Directed by: Brandon Cronenberg
I have been reading up on this film on many horror sites and news articles for a little while now. More so after it premiered at The Toronto International Film Festival. Some have given it much praise, stating it's a strong debut feature from Brandon Cronenberg, the son of legendary cult film director David Cronenberg. But there's been lots of hype around this for sure if you keep up with this kind of stuff. So does it live up to the hype?
Weeell, while it is impressive on a technical level, it doesn't quite reach the height of greatness that you kind of hope for, or that you expect from a Cronenberg offspring.
Basically, the film looks great about 70% of the time with some real nice time-consuming and intricate shots. But unfortunately, that's not 100% of the time, because I also found him often going to some lazy handheld camerawork that kind of throws off the whole vibe he had built up with some truly stunning and original visuals. You "kind of" get the same feeling you got the first time you saw Duncan Jones debut feature Moon, but it doesn't quite reach that level of awesome or awe, which is truly a shame because it's really just "almost" there many, many, many times.
If you read any of my reviews in the last year or so, you'll notice I refrain from the "synopsis". I don't know, we get what the film is about mostly from trailers, articles or reviews and for me personally, I don't really like having the entire film laid out for me before I even see it by reading a review that gives you a play by play of the whole film. Rather, when I read someone's take on a film, as I often do with some of these other fine movie blogs like Hellford 667, Collected Cinema, Comeupennace Reviews, Direct to Video Connoisseur, The Film Connoisseur and The Video Vacuum to name a few, I really am only interested in their ultimate feelings and reaction to the film; what they liked and didn't like about it, which they do marvelously. So be sure to visit their review sites as well if you have not yet already.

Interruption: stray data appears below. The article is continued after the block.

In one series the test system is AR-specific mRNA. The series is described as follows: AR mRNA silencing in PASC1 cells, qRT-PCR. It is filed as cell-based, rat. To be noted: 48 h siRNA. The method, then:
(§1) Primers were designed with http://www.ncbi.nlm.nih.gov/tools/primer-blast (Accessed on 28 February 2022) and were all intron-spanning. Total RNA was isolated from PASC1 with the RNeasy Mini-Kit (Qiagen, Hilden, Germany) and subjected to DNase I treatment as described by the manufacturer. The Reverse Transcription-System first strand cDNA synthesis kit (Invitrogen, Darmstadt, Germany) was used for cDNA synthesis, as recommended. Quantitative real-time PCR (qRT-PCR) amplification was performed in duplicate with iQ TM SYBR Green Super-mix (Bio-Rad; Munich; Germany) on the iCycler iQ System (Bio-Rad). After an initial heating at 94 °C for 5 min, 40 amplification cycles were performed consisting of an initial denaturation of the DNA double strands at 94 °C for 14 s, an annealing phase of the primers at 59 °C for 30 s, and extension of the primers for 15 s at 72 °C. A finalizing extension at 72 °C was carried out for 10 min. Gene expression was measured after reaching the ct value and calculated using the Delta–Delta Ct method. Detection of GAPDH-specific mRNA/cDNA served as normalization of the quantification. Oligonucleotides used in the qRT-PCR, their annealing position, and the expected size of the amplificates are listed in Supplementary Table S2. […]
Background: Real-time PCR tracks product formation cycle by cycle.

So much of the time a review on a respectable site or newspaper will just give you too much and I'm not really interested in what the film is about or what it all means. I'd like to experience that for myself as much as possible. For example, there is a famous review site I visit regularly, but I've found his personal reviews of films increasingly more and more frustrating as he gives a play by play of every single little detail and well, you've just basically seen the entire film, spoilers and all. It seriously drives me nuts. Half the time I just stop reading because he's already spoiled most of the film for me. So I've pretty much done away with giving any kind of synopsis for any review I do be it a long or short one just for that reason alone. Plus, I think I'm just also lazy that way.
But I think Antiviral deserves at least a partial synopsis because the trailer is incredibly misleading, which is where some of my problems with this film come in to play. So here's my attempt at one: